A new poll released on Wednesday found that 5 percent, or one out of every 20, of voters who cast a ballot for Donald Trump would have voted differently if they heard a news story that a pornographic film actress claimed she had a sexual relationship with Trump, Newsweek reports. While 5 percent of all Trump voters may appear to be a small share, it represents more than 3.1 million votes — in an election that saw Trump lose the popular vote by nearly 2.9 million.
But Trump’s personal “fixer” Michael Cohen paid Stormy Daniels — the pornographic performer who says she had an affair with Trump — $130,000 to keep quiet about her story, and Cohen has said under oath that Trump ordered him to make the payment “for the principal purpose of influencing the election,” as the Inquisitr reported.
Based the results of the new YouGov/The Economist poll, Trump and Cohen’s concern that news of the alleged Daniels affair could have cost Trump the election appears well-grounded, and their attempt to “influence the election” appears likely successful.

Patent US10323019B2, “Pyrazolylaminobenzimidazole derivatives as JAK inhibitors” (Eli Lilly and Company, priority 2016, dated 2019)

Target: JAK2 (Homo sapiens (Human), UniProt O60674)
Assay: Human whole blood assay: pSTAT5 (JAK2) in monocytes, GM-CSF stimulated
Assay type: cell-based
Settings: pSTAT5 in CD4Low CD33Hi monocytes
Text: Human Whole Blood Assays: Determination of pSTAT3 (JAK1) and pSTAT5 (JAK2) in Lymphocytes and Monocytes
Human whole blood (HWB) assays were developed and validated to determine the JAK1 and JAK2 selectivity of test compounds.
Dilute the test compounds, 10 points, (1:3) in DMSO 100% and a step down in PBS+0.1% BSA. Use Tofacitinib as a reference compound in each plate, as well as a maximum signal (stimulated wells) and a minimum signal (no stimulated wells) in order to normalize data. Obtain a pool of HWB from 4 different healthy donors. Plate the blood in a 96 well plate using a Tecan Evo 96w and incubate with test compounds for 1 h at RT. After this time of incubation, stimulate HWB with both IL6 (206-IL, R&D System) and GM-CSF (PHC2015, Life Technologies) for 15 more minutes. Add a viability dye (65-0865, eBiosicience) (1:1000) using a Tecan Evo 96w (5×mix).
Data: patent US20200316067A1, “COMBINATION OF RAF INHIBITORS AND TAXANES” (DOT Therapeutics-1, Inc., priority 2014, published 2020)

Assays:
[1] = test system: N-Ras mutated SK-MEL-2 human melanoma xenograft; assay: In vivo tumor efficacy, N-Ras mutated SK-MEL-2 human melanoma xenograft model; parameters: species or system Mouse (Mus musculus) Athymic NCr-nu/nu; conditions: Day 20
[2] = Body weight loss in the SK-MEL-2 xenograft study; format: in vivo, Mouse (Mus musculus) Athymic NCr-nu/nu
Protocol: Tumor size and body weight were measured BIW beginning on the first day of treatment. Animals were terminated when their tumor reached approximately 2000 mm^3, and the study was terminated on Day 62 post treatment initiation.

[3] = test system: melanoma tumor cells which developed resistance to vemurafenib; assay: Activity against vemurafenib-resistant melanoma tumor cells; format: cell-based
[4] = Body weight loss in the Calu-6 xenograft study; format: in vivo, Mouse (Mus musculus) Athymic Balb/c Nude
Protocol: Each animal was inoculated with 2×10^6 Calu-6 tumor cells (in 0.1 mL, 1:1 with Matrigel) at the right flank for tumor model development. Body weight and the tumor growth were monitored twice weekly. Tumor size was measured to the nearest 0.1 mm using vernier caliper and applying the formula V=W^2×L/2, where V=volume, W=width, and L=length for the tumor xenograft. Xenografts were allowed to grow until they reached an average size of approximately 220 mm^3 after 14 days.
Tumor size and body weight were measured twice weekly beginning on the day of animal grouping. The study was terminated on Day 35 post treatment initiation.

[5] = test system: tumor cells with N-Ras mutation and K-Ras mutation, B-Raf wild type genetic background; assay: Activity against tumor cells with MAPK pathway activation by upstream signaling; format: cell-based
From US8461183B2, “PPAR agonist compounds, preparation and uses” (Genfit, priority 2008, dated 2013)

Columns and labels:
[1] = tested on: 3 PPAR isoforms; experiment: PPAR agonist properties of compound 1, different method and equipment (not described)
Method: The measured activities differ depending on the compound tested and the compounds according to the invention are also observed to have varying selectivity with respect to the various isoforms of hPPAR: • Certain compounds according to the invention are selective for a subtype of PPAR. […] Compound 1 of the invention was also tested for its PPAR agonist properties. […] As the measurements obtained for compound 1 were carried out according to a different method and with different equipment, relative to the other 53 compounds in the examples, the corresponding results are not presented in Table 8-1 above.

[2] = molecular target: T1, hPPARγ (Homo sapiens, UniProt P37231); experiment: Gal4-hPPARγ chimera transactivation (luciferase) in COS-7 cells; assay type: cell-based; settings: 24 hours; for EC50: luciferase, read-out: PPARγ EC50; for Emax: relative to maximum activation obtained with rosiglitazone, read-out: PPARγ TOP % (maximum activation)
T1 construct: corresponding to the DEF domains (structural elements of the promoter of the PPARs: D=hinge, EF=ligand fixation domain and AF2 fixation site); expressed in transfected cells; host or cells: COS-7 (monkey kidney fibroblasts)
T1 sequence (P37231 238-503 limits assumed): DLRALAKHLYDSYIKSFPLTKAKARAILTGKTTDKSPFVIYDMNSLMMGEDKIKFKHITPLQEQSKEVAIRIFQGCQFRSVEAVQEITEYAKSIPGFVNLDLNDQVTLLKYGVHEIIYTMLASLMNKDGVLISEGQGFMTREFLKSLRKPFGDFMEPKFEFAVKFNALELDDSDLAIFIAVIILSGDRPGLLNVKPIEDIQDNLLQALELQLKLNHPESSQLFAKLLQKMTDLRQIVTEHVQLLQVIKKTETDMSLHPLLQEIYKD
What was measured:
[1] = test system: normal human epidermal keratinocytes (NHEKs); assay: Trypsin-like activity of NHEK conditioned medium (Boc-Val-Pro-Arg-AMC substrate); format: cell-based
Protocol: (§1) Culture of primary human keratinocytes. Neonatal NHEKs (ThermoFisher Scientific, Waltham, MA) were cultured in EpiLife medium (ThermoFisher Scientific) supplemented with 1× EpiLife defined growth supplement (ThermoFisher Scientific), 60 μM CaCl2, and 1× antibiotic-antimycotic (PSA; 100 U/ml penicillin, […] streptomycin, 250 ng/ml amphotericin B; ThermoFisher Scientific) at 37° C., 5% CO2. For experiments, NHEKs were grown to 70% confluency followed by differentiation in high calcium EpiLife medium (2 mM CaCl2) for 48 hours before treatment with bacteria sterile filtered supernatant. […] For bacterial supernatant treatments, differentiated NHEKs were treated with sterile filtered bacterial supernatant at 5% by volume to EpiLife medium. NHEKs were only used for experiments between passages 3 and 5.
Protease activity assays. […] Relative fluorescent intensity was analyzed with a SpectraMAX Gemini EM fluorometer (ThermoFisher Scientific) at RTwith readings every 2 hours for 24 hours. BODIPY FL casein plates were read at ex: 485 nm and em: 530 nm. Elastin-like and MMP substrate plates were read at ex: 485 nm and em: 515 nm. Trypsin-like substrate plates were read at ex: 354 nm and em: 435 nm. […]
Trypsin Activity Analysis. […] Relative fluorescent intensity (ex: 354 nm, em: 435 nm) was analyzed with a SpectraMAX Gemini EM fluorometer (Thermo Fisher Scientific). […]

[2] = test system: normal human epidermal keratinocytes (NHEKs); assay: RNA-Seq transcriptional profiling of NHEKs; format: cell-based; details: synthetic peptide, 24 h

In fact, Trump’s margin of victory in the electoral college — which gave him the White House despite losing the popular vote by a 2.1 percent margin, according to data compiled by the election site 270 To Win — came from three states in which Trump’s total margin of victory was fewer than 80,000 votes. Those states were Michigan, Wisconsin, and Pennsylvania.
“Those three wins gave him 46 electoral votes; if (Democrat Hillary) Clinton had done one point better in each state, she’d have won the electoral vote, too,” The Washington Post reported.
If the YouGov/Economist poll conducted by is accurate, of the 62,980,160 votes Trump actually received, a full 3,149,008 would have voted for another candidate if they had heard about the allegation by Daniels that she had an affair with Trump while he was married to his current wife, Melania.
While the poll does not break the results down by state — making it impossible to know exactly how many electoral votes Trump would have won had he received only 59,831,152 total votes — with, as The Post noted, Trump winning 18 states by a total margin of fewer than 250,000 votes the difference appears likely to have been enough to swing the electoral college to Clinton.
There may have been other factors explaining why Trump was able to win close states. As Inquisitr reported, in September of 2016, Russian hackers stole important analytical data from Democratic computer servers. Shortly after the hack, Trump’s campaign suddenly altered its strategy, pulling ad dollars from certain key states and making a strong push in others.
“His furious, last-minute blitz throughout the Rust Belt to win white, working-class voters, combined with the lack of resources Clinton invested, essentially handed their combined 46 electoral votes to Trump,” Vanity Fair reported.